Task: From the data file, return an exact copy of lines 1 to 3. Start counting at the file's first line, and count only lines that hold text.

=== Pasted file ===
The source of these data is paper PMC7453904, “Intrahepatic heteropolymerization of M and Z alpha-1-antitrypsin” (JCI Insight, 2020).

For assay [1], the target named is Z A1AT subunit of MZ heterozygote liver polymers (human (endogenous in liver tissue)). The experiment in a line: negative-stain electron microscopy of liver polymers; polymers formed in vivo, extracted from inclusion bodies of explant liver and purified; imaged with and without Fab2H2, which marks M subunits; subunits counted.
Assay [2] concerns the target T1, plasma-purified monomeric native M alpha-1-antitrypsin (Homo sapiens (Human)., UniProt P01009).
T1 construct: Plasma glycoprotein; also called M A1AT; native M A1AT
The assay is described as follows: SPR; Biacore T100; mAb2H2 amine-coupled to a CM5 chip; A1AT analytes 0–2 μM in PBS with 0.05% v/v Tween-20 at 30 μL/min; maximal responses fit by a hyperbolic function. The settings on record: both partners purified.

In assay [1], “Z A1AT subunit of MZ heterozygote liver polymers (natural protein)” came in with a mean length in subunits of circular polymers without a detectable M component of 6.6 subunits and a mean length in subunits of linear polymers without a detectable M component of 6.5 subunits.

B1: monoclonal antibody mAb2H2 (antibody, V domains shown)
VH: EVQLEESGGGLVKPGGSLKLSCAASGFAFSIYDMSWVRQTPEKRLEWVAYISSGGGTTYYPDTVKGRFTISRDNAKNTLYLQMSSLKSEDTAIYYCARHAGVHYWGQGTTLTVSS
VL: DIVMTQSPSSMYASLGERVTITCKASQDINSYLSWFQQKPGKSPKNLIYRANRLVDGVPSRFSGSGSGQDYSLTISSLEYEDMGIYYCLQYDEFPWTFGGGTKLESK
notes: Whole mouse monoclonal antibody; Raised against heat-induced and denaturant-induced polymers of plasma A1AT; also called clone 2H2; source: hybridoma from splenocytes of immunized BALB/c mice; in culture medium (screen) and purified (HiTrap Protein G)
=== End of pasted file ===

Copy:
The source of these data is paper PMC7453904, “Intrahepatic heteropolymerization of M and Z alpha-1-antitrypsin” (JCI Insight, 2020).

For assay [1], the target named is Z A1AT subunit of MZ heterozygote liver polymers (human (endogenous in liver tissue)). The experiment in a line: negative-stain electron microscopy of liver polymers; polymers formed in vivo, extracted from inclusion bodies of explant liver and purified; imaged with and without Fab2H2, which marks M subunits; subunits counted.
Assay [2] concerns the target T1, plasma-purified monomeric native M alpha-1-antitrypsin (Homo sapiens (Human)., UniProt P01009).